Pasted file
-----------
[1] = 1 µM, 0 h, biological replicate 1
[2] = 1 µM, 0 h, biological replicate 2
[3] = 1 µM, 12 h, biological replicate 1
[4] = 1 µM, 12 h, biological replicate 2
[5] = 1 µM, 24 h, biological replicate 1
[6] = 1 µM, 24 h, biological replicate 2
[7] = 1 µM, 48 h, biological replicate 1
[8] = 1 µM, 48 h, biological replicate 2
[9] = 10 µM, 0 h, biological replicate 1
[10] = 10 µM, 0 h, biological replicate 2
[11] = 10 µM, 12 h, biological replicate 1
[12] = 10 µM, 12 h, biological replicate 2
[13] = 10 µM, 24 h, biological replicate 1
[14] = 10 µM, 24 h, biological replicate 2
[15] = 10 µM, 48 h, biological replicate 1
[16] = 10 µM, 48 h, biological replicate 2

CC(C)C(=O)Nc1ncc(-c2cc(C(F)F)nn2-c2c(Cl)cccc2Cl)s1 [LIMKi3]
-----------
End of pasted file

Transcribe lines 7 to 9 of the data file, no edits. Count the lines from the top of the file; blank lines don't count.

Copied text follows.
[7] = 1 µM, 48 h, biological replicate 1
[8] = 1 µM, 48 h, biological replicate 2
[9] = 10 µM, 0 h, biological replicate 1